By MATTHEW BARAKAT
FAIRFAX, Va. (AP) — Between sobs, home health worker Jante Dorcas Franco gave a judge a halting, haunting description of surviving an attack that left another woman, music teacher Ruthanne Lodato, shot dead in her home.
"I heard something like a loud noise. I ran over," she said Thursday at a pretrial hearing on murder charges against her alleged attacker, Charles Severance. "I fell down, and then he shot. Then I felt some pain."
The judge halted the hearing for roughly 30 minutes after Franco began sobbing uncontrollably in her attempt to describe what happened.
Thursday's hearing in Fairfax County Circuit Court was held in part to determine whether Franco can reliably identify Severance as the man who shot her. Severance, 54, of Ashburn, is charged with three separate slayings in the city of Alexandria over a 10-year span. All three victims were shot in their homes, in broad daylight, in a wealthy, residential neighborhood. They were identified as: Nancy Dunning, wife of then-Sheriff James Dunning, in 2003; transportation planner Ron Kirby in 2013, and Lodato in 2014.
Ultimately, Judge Jane Marum Roush rejected defense objections and said that jurors can hear evidence about Franco's efforts to identify Severance from a photo lineup. Franco was shown six photos of gray-haired, bearded white men, and never positively identified Severance as the shooter. But while she rejected the other five quickly, she studied Severance's photo closely, and said that the face was very similar, but the beard in the photo was longer than the beard of the man who shot her.
Prosecutors believe the evidence is compelling, especially since the photo she viewed was taken a month after the shooting, and Severance had an opportunity to grow out his beard in that time.
Defense lawyers argued that Franco's memory of the attack is faulty, and complained that the procedures in the photo lineup tended to point to Severance as the suspect. But Roush said that police went out of their way to ensure a fair photo lineup, even bringing in an officer from another department who had no idea who Severance was to conduct the lineup.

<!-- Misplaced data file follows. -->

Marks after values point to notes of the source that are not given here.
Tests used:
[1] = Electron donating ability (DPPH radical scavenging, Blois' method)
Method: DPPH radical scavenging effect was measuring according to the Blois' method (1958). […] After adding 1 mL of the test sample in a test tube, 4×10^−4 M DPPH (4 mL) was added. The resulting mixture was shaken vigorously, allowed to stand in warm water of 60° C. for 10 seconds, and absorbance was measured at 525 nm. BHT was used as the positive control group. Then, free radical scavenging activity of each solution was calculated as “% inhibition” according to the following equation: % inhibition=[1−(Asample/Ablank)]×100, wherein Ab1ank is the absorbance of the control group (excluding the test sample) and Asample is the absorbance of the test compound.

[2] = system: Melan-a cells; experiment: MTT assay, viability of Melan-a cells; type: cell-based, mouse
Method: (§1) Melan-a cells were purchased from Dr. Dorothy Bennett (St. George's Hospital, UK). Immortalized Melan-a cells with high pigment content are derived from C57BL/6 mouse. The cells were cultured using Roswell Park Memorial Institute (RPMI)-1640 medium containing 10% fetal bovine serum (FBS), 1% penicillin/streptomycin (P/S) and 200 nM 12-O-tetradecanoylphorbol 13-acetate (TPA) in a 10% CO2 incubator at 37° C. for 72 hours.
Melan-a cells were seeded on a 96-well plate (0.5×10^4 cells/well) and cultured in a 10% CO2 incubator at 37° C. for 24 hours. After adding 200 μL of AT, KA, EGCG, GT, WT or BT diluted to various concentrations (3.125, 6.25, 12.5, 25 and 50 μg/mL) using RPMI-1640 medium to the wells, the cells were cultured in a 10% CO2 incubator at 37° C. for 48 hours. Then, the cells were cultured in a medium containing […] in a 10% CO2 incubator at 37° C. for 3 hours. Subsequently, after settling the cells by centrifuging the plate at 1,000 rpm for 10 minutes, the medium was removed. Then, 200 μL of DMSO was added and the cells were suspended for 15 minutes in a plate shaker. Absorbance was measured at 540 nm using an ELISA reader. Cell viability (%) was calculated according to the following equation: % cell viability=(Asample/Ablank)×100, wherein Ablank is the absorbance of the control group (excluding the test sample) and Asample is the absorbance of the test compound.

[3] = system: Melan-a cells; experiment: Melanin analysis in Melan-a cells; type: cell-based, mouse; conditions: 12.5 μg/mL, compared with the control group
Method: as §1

Franco's testimony at trial could be key, since she is the only person who survived the shootings. Defense lawyers say there is no forensic evidence at any of the crime scenes linking Severance to the shootings.
Prosecutors say Severance, a former Alexandria resident with a history of odd behavior while running fringe candidacies for political office, was angry about losing a child-custody case in Alexandria and sought revenge against what he perceived as the city's ruling class.
Also on Thursday, the judge rejected a request for a second competency exam of Severance. Experts at a state hospital earlier this year determined he is competent to assist in his own defense, but his court-appointed lawyers say his behavior has worsened. He has refused to meet with his lawyers, and demanded the right to wear a kilt and tri-cornered hat in court.
During Thursday's hearing, Severance blurted out an objection to being evaluated by a court-appointed psychologist.
"I don't want to be denigrated by a shrink," Severance said. "He's a mad doctor."
"He's a good guy," the judge responded, referring to the psychologist in question.
"He's a fraud," Severance countered.
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